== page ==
Subject: Re: Networking speed
To: Daniel Carosone <>
From: Mark White <>
List: tech-net
Date: 10/01/2004 16:02:10
Daniel Carosone writes:
> On Thu, Sep 30, 2004 at 11:36:31PM +0100, Mark White wrote:
> > TSG recorded on NetBSD for MacOS->NetBSD transfers shows
> > approx 10ms bursts of traffic (a few dozen segments),
> > separated by gaps of a second or two.  Typical structure: at
> > the end of a burst I see segments 1-2-6-7, followed by a
> > second or so gap with no ACKs, then 3-4-5 out of order, and
> > resends of 6-7.  Then a few ms of good traffic, and repeat.
> This is definately some kind of packet loss; the out-of-order packets
> are ones that were not received the first time.  

Ok, that makes sense.  Thanks for the detailed reply; I'm
learning quite a bit about TCP here, too... :-)

> The pauses are Nagle's algorithm; the sender doing the congestion
> avoidance backoff referred to previously. You may also notice that the
> first few segments after a restart are more widely spaced.

Yep, I can see the slower restart as well.

> It's hard to say exactly without looking at it, but the lack of *any*
> ack's is a little confusing there. You should see at least one more
> re-ack when the out-of-order segment comes in. (just a little green
> tick on the line)

Hmm, you're right; on closer inspection all cases have a few
repeat ACK ticks after the first lost packet.  Must have not
zoomed time in enough earlier.  Sorry about that.

I can put some captures on the web if you want to look...

> Does setting net.inet.tcp.delack_ticks=0 on netbsd help at all?

Sadly not.  This would be decreasing the delay before ACKing?

> If you run the capture on OS/X, you should see them being
> sent. [...] That is more like what i'd expect to see.
> Comparing plots from captures taken at sender and receiver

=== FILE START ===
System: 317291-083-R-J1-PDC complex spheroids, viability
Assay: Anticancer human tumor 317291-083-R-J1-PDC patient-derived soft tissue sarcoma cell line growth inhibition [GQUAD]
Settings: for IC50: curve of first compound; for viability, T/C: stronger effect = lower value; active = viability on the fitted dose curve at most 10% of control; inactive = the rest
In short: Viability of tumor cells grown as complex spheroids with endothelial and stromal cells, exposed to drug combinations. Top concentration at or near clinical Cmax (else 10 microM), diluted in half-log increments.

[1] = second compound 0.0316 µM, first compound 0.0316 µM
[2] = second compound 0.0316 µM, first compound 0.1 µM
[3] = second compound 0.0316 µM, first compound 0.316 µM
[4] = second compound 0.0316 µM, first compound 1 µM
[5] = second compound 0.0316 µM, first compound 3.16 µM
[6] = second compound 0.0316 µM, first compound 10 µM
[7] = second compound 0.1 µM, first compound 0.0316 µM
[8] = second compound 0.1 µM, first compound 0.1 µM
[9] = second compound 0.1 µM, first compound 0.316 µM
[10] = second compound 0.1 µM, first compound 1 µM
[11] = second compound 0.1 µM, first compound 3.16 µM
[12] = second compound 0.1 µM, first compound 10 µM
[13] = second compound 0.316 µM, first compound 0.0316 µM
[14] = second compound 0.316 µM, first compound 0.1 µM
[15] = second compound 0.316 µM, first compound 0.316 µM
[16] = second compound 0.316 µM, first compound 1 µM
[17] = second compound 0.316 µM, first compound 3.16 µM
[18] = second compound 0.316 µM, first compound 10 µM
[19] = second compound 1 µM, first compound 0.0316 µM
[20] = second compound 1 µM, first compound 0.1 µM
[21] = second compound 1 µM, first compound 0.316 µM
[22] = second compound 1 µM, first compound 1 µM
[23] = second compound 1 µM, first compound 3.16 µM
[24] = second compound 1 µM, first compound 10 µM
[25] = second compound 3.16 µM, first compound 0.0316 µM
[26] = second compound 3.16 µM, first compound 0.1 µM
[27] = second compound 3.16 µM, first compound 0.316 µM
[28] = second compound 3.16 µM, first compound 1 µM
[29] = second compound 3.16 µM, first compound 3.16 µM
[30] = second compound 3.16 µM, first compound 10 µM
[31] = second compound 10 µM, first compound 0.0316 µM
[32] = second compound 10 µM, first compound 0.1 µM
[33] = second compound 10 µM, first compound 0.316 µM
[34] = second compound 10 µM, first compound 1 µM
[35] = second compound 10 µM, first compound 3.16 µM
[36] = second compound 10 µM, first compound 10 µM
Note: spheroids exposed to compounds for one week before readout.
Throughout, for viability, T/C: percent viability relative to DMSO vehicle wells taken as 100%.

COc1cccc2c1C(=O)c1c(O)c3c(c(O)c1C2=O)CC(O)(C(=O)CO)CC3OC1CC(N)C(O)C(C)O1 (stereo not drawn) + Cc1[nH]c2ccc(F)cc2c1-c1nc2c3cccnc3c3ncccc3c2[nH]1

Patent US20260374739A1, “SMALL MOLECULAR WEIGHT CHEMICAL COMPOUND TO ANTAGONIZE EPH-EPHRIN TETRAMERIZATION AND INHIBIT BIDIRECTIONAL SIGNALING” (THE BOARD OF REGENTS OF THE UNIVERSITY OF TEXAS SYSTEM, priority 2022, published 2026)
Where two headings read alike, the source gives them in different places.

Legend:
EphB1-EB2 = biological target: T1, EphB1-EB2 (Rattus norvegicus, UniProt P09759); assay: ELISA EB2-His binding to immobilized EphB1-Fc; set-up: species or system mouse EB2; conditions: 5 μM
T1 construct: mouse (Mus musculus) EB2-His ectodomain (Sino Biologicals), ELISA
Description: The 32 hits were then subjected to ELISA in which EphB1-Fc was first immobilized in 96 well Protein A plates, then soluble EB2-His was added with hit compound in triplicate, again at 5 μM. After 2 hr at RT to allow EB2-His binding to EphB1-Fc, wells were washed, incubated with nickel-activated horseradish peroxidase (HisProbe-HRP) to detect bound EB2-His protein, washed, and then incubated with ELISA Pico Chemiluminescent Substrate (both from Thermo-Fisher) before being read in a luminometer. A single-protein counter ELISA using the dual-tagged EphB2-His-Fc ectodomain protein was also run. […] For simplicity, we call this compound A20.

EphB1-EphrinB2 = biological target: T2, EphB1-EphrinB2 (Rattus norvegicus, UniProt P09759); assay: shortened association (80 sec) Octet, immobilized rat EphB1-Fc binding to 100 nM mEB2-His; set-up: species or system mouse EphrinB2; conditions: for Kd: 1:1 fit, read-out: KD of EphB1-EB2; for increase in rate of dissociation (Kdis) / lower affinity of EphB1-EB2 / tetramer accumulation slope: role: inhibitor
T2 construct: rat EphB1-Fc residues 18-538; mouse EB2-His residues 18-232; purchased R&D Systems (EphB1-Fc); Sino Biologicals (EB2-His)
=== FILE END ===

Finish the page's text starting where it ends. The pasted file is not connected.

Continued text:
> for the same session will be interesting.

Ok -- the packets are indeed being sent in order by OSX, and
going missing before NetBSD sees them.  OSX sees the
repeated ACKs, and apparently responds correctly by backing
off and resending.

> You may possibly have a duplex issue, mac's do something slightly odd
> with respect to Nway (Apple's wishful thinking of how the standard
> should have been written, rather than how it was).  It would be worth
> confirming that all ports are autonegotiating 100/full, both as
> reported by the box and the switch, just in case.

I can't see any problems: both machines report 100baseTX
full-duplex, and the switch FDX lights are lit.

> But more likely you're just seeing the ste fail to handle
> a fast chain of packets and dropping some; it's a well
> known problem, at least for some quad cards that put four
> of them behind a ppb.  Is it hard to try another NIC?

Easy enough.  I've just done more experiments with a vr
(also D-Link card, but different chipset so probably ok).
Basically the same: transfer rates very low, and the TSG
shows short bursts separated by some missing packets, a 1-2s
wait, and some resends.  Sometimes it's ok to start with.

Slight differences: with the vr it sometimes gets stuck
*completely*; connection stalls, trace shows missing packet,
nothing else comes in.  Sometimes the link needs sending
down & up before it starts listening again at all.

> Another experiment to try: set the ste to 10 rather than 100. You may
> actually get better throughput by avoiding nagle and slow-start.

Yes, this helps: I get about 1MB/s which it all you'd expect
from a 10T connection.  The trace shows the packets arriving
in order, fairly evenly.  Setting the sending end to 10
instead has the same effect.

When replugging/ifconfiging, it occasionally starts behaving
again for a bit.  Last time this happened I did a capture,
and discovered that it dropped from 11MB/s to 50kB/s *while
running tcpdump* (with transmission pauses visible on
traffic LEDs and in the trace) then was ok again afterwards.
Odd.  I've tried both CPU and disk loading during transfer,
but neither produces the same effect.

Same thing with different OSX machines sending.  The other
NetBSD machine I have here (which also has an ste) doesn't
have any problems as sender or receiver, btw; it's old,
though, and doesn't talk at full network speed anyway.

Thanks -- sorry for the long reply,
Mark <><